Together for tourism
- Disasters can provide countries an opportunity to start afresh and build back better
Jul 9, 2015-
The Great Quake that rocked the country on April 25 and the series of powerful aftershocks that followed caused heartrending human casualties and structural damage in many places. The quakes that affected certain districts more, namely Gorkha, Sindhupalchok, Kathmandu, Dhading, Bhaktapur, Lalitpur, Nuwakot, Kavre and Dolakha, momentarily rattled the tourism sector too. The adverse effects on Nepal’s tourism, a major source of foreign exchange, certainly draw more and immediate attention because it is important mainly for two broad reasons. First, this sector is one of the leading earners of convertible foreign currency which is a vital lifeline for Nepal whose economy is import-based and is marked by a persistent trade deficit. Second, tourism is an ambassadorial projector of Nepal’s national image abroad.
Any adverse impact on tourism, therefore, inevitably touches the economic life of the general people at all levels of society, which begins with the farmer growing organic vegetables, the craftsman making handicrafts, the porter on the mountains and the company that pays for these services. It is the visitor who comes to Nepal for its natural beauty who ultimately pays all of them. Nepal’s tourism is a virtual breadbasket and a natural representation of the country abroad. Hence, any detrimental effect on Nepal’s tourism has an ill effect on the whole national fabric. But what needs to be understood here is that the losses resulting from the earthquakes are not permanent problems and they are also not insurmountable. Everything that has been lost, except for human lives, can be restored with collective efforts involving all the stakeholders at both the public and private levels.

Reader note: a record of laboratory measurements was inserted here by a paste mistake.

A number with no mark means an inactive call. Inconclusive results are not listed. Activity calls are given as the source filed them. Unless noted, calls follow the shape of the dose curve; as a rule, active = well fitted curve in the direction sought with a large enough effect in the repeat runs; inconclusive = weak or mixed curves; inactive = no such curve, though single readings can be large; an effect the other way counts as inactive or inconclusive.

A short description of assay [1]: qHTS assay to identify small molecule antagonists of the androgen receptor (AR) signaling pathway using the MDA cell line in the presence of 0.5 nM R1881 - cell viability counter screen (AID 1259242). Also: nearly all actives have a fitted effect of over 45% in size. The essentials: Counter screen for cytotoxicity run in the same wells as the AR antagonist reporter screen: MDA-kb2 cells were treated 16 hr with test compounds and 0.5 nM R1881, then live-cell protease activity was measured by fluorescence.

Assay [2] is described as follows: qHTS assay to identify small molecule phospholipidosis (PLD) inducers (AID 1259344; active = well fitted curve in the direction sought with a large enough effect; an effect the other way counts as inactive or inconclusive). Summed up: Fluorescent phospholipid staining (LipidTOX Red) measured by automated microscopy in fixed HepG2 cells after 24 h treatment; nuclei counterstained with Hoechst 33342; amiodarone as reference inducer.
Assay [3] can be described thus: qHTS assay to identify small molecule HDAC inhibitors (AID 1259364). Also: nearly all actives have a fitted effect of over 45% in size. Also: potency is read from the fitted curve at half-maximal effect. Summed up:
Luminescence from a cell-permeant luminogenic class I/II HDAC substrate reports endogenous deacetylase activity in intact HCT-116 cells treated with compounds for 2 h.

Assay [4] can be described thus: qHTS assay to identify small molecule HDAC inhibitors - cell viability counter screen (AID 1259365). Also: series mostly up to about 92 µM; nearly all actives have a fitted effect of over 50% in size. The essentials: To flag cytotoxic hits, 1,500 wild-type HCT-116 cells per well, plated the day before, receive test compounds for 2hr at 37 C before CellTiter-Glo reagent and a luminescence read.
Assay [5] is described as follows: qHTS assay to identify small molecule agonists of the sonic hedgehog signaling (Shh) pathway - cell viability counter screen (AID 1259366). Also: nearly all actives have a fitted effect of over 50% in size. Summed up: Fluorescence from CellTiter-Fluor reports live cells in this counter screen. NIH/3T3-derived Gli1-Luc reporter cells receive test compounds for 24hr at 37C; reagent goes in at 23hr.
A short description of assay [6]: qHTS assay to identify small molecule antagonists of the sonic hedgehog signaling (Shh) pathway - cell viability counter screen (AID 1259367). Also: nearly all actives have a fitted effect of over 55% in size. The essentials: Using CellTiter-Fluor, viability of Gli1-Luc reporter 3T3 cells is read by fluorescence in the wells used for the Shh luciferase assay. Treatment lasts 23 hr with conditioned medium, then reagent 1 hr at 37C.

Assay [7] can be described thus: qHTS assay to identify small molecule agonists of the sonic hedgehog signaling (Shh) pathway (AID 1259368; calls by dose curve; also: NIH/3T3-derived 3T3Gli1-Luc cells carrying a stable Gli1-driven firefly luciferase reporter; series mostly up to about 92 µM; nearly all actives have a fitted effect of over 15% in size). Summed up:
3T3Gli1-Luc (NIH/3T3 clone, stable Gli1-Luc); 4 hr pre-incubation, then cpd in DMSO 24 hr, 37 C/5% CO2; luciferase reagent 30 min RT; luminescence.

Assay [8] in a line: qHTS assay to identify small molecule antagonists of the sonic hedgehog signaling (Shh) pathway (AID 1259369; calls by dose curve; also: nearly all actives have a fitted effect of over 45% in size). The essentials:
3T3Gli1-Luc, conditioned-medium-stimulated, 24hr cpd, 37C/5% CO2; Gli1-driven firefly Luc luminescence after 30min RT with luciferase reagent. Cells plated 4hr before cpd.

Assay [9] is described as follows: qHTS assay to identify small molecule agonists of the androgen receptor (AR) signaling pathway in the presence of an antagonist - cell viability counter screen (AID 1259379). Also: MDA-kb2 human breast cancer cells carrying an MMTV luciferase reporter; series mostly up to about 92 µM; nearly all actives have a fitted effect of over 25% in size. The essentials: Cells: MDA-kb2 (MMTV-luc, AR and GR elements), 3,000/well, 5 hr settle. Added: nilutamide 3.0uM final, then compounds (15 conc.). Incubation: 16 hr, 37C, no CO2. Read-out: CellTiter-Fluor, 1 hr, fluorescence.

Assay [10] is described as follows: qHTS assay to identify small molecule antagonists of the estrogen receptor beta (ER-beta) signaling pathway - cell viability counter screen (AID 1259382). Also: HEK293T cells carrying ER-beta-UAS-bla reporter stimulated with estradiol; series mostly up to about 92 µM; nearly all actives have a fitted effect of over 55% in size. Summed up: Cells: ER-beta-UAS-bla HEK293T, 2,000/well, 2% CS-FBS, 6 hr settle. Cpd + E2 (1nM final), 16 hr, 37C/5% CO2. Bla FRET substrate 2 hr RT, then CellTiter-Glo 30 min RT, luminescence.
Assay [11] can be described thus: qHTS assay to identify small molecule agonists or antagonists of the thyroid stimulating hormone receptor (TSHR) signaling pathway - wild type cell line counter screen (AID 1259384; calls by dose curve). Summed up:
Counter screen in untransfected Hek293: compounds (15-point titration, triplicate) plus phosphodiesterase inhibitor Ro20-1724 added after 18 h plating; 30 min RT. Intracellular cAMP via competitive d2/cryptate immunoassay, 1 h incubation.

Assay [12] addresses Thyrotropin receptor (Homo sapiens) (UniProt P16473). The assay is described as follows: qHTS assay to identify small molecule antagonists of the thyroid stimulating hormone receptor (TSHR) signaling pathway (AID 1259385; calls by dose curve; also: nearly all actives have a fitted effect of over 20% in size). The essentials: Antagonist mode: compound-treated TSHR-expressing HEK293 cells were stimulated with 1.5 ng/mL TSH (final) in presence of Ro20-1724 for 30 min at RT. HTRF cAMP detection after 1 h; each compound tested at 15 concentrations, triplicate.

The physical infrastructure painstakingly built in the years gone by has, to some extent, been reduced to dust and debris. Many school buildings, government offices, private houses, several monuments of immense religious and cultural value have been fully or partially destroyed, creating an imperative necessity for repair or reconstruction. At a time when the government is engaged in the process of building new roads, airports, dams, irrigation projects and hydropower plants, the country is compelled to pay more attention to involving itself by creating and diverting fiscal resources towards recovery and reconstruction instead of concentrating on new infrastructural development.
On this front, the tourism sector is not an exception. This sector, too, has been badly hit and affected. But the damage has been exaggerated by some sections of the international media contrary to the actual ground situation. Though any loss is a loss and some have been severe, the tourism sector has not suffered to the extent that should discourage those who have emotional attachments and want to travel to Nepal from doing so. It is assumed that the recovery process in the travel sector will be faster than in many other areas since much of the basic products related to the tourism domain have not been affected. The immediate need is to effectively communicate this message abroad with safety assurances, first and foremost by the stakeholders in Nepal.